Resource Guide to an Anti-Oppressive Framework


Resource Guide to an Anti-Oppressive Framework

  • Intersectionality

  • The interconnected nature of social categorizations such as race, class, and gender as they apply to a given individual or group, regarded as creating overlapping and interdependent systems of discrimination or disadvantage.

 
  • Ableism (physical, neurodivergent or struggle with mental health)

  • Ableism is discrimination and social prejudice against people with disabilities. Ableism characterizes persons as defined by their disabilities and as inferior to the non-disabled.

  • Ex: Not considering access or accomodations needs when planning events.

  • Acephobia (Ace Erasure/Ace Exclusionism)

  • Fear, dislike, or hatred of asexual people and/or human asexuality; the belief that sex is a universal experience or that having sex is part of becoming an adult.

  • Ex: Assuming that ace folks are just “straight”, thus not part of the LGBTQIA community.

  • Ex: Telling someone they just haven’t found the right person.

  • Ex: “Oh, those teenagers/boys/people are only thinking about one thing.”

  • Adultism

  • adultism is defined as prejudice and accompanying systematic discrimination against young people.

  • Ex: Making comments like “you’re only insert age, what do you know about x topic?”

  • Ageism

  • prejudicial attitudes towards older people, old age, and the aging process; discriminatory practices against older people; and institutional practices and policies that perpetuate stereotypes about elderly people. Also linked to Adultism.

  • Ex: Assuming that because someone is elderly they shouldn’t drive without any knowledge of their health status.

  • Anti Semitism

  • Anti Semitism is hostility to, prejudice, or discrimination against Jewish people.

  • Ex: Assuming Jewish people are cheap or greedy.

  • Biphobia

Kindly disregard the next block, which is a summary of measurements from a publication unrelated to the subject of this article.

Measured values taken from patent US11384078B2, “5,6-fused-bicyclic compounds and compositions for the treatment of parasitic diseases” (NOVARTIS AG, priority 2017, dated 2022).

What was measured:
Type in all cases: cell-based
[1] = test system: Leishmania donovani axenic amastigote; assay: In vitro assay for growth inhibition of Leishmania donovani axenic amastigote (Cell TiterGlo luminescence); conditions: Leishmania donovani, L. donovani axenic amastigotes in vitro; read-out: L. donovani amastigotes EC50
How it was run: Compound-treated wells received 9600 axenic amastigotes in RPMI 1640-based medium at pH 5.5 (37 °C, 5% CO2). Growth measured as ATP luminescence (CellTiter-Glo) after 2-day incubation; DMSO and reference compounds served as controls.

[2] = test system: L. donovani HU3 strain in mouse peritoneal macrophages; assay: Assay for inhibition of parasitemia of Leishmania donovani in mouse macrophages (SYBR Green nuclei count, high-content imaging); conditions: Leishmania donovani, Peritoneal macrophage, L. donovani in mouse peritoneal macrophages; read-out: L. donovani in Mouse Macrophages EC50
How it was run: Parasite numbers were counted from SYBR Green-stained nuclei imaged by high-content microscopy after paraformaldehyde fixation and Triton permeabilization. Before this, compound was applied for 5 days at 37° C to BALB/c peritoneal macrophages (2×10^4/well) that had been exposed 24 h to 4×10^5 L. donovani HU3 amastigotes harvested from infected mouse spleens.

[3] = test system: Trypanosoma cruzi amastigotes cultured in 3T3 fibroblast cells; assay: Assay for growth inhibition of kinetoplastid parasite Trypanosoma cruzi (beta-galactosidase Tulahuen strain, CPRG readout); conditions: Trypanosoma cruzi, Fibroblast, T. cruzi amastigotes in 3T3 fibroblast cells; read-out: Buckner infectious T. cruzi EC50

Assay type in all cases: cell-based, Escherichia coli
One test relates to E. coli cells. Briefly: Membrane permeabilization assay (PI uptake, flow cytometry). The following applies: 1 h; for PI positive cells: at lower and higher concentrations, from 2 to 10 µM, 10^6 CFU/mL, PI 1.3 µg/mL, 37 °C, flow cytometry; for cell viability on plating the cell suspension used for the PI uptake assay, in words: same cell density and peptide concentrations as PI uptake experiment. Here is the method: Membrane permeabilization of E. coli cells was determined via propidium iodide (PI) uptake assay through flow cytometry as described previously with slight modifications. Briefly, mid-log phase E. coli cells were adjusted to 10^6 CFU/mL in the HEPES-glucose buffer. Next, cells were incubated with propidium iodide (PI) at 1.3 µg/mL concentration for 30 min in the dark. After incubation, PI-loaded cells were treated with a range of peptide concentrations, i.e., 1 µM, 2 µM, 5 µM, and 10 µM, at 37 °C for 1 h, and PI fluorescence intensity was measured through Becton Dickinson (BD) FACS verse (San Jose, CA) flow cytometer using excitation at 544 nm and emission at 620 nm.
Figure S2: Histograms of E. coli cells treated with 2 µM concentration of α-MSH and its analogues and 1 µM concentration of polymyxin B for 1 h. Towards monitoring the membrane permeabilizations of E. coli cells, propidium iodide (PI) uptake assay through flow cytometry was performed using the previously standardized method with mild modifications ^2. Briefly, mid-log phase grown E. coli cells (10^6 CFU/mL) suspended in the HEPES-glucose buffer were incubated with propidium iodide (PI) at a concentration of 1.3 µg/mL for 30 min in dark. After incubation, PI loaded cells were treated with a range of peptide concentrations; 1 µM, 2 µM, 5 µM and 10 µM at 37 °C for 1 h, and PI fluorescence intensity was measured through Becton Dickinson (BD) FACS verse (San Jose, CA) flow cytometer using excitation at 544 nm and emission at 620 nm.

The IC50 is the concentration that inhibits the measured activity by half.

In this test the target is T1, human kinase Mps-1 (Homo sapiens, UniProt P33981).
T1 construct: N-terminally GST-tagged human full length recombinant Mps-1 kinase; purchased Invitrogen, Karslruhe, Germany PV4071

• Biphobia is the hostility to, prejudice, or discrimination against bisexuality and toward bisexual people as a social group or as individuals.

  • Ex: Assuming bi folks are promiscuous and aren’t capable of commitment.

  • Ex: Assuming that bi folks are just going through a phase.

  • Ex. Assuming people in same-gender relationships are gay and people in different-gender relationships are straight

  • Christian Hegemony

  • Christian hegemony is the everyday, pervasive, and systematic set of Christian values and beliefs, individuals and institutions that dominate all aspects of our society through the social, political, economic, and cultural power they wield.

  • Ex: National observation (usually resulting in day(s) off from work) of Christian based holidays such as Good Friday, Easter & Christmas

  • Ex: Wishing someone a “Merry Christmas”.

  • Cissexism

  • Cissexism is the belief that transgender / non-binary people are inherently inferior to cisgender (denoting or relating to a person whose sense of personal identity and gender corresponds with their gender assigned at birth) people, resulting in the oppression of gender variant, non-binary and trans identities.

  • Ex: Using phrases like “ladies and gentlemen” which assumes that all of the folks you are talking to are cis.

  • Classism

  • Classism is prejudice or discrimination based on socioeconomic status.

  • Ex: Assuming that someone is homeless because of making bad decisions.

  • Colorism

  • A form of prejudice or discrimination in which people with lighter skin are treated better than those with darker skin. Different than racism in that it impacts people within the same racial group, stemming from White Supremacy. Proximity to whiteness is more valuable.

  • Ex: Beauty campaigns tend to highlight and lift up white and light skin folks as attractive.

  • Ex: Telling someone “You’re attractive for a dark skin person.”

  • Elitism

  • Elitism is the belief or attitude that individuals who form an elite — a select group of people with a certain ancestry, intrinsic quality, high intellect, wealth, special skills, or experience — are more likely to be constructive to society as a whole, and therefore deserve influence or authority greater than that of others

  • Ex: Assuming that someone with a college degree is more intelligent than someone without one.

  • Fatphobia

  • Blanket term for a type of oppression that people with large bodies experience. Although we are all affected by fatphobia, we are affected at different levels and to different degrees.

  • Ex: Equating someone’s health status to their body size.

  • Femmephobia

  • Femmephobia is hatred of all people who are perceived as femme, feminine, effeminate regardless